In The News
Congressman John Sarbanes (D-MD03) joins host Barbara Arnwine to discuss updates on the Freedom to Vote Act and the Electoral Count Act.
Congressman Sarbanes for years has been at the forefront of voting rights legislation. He believes passing legislation that brings back people’s trust in free and fair elections, combined with holding those accountable for January 6 through the work of the select committee, will help restore confidence in our democracy.
“I think that helps frankly over time promote more civil discourse out there in the political environment and that’s good for our country ultimately as well.”
In response, Democrat, U.S. Representative John Sarbanes said, “I’m not sure he’s accurate about that.” Adding, “It’s an investment that’s going to pay us back in spades.” Sarbanes said that in the end this is a bipartisan infrastructure bill that really lifts up America.
“Convenient, reliable public transportation is the key to a more sustainable, accessible and equitable community. I have long supported the Towson Loop, and I am excited about the opportunities it will bring to the residents of Baltimore County as it launches today,” said Congressman John Sarbanes. “My congratulations to County Executive Olszewski and his team on this project.”
What went wrong: Congressman John Sarbanes, who authored the bill creating PSLF, hoped the program would offer graduates the financial freedom they needed to pursue public service careers.
“This program is a critical factor in helping drive the pipeline of qualified people into public service,” Sarbanes told HR Brew. “In many respects, it inspired graduates to pursue careers in public service. And so any impediment to applicants receiving loan forgiveness obviously undercuts the original purpose of the program and defeats the opportunity to match up really qualified graduates with jobs that can benefit from their talents and their skills.”
Rep. John Sarbanes, D-Md., joins the morning show to discuss yesterday's vote on a spending bill to fund the government through December 3 and ongoing negotiations on the Build Back Better Act.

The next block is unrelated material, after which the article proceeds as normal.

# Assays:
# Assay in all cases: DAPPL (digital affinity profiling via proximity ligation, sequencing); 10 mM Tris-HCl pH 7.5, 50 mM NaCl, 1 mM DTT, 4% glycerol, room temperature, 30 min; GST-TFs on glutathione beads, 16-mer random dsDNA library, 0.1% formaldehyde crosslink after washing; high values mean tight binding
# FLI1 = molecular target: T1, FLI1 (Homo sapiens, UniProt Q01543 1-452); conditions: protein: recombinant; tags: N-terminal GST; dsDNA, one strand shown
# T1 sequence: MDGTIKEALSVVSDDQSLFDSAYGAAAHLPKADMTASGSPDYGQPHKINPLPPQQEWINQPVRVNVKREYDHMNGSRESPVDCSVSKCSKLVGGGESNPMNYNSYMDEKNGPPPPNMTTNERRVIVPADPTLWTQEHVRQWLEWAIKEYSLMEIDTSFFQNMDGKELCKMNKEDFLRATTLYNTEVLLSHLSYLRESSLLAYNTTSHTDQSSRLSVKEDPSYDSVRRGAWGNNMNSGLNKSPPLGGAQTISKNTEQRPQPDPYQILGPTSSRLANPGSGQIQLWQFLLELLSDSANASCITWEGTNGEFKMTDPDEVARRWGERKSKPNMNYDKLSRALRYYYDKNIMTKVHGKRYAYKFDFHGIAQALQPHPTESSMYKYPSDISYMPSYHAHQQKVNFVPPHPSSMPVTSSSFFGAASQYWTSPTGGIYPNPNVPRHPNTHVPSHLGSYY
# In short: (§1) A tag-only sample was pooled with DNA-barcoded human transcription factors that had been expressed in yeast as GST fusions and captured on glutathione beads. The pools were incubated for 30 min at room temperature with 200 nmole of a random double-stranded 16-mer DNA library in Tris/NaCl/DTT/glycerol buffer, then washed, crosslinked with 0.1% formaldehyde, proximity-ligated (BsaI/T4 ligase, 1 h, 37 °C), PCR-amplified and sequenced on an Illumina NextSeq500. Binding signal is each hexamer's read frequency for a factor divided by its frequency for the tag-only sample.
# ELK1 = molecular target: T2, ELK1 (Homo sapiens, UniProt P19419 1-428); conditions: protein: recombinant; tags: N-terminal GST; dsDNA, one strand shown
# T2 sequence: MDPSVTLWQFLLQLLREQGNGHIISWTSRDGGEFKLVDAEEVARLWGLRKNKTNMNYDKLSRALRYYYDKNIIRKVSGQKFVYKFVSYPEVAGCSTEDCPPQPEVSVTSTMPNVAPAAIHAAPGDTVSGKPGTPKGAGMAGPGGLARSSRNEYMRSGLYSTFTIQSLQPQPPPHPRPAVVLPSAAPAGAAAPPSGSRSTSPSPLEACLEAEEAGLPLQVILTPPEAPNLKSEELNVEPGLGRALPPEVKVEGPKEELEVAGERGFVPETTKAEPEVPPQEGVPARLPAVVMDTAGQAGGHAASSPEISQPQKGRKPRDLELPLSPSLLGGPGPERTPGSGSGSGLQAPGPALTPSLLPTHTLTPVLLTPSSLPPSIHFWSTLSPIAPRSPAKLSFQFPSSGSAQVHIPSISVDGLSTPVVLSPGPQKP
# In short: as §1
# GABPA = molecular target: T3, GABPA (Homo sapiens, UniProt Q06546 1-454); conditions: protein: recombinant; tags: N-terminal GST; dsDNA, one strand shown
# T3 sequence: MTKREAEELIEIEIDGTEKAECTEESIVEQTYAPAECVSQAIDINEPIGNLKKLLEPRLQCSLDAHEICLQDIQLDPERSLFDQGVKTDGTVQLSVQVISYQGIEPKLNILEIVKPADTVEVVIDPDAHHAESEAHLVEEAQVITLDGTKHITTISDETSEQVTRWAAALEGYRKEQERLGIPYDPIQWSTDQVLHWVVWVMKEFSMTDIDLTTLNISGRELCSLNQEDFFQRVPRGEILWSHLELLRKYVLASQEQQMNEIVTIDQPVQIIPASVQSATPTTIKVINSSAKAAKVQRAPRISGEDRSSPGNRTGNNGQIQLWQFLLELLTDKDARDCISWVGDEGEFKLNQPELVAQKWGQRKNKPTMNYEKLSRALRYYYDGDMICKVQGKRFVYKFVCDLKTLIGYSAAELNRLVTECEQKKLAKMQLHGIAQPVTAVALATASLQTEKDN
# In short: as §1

Public financing of elections has been around for decades in the U.S. Today there are at least 27 programs in states, cities, and counties (most but not all of them Democratic), with models ranging from direct candidate grants to small-dollar matching. Advocates say public financing can stem corruption, empower a public that too often feels marginalized by special interests, and diversify public bodies from school boards to Congress. The idea has been gaining traction: New York City and San Francisco both moved to bolster their existing programs, and new programs in Baltimore and Portland, Ore., as well as the one in Washington, have gotten off the ground. But there are still questions about how much public financing can mobilize new donors at the local level. And it faces a test in Congress this fall as part of a voting rights package...HR 1, the comprehensive voting rights bill the House of Representatives passed in March, has a provision for voluntary 6-to-1 matching for small congressional campaign donations up to $200. To avoid political blowback from using taxpayer funds, it would be financed through a new fee on criminal and civil fines, fees, and settlements with banks and corporations. The Congressional Budget Office estimated the new fees would reduce the federal deficit by almost $1 billion over a decade. HR 1 would also authorize a voucher program to be piloted in three states, where voters would receive $25 to donate to congressional candidates. Democratic Representative John Sarbanes of Maryland, the lead sponsor of HR 1, says there’s “good momentum” for the public-financing provision. While key Senate swing voter Joe Manchin of West Virginia has expressed reservations about the size of HR 1, he co-sponsored a compromise bill that Senate Democrats introduced on Sept. 14 that included 6-to-1 small-donation matching. Even a trimmed-down package may not garner the 10 Republican votes it would need in the Senate. Minority Leader Mitch McConnell has attacked the public-financing proposal specifically as “piles of federal dollars going to yard signs, balloons, and TV ads for candidates at least half of Americans disagree with.” Federal public financing may hinge on the fate of the filibuster. “I think whatever represents real reform, sadly, by definition, will be something that the current Republican leadership in the Senate will stand against,” Sarbanes says. “If that’s the reality we face,” he says, “then you have to look at resetting the rules. And I think that conversation is ongoing among Senate Dems.”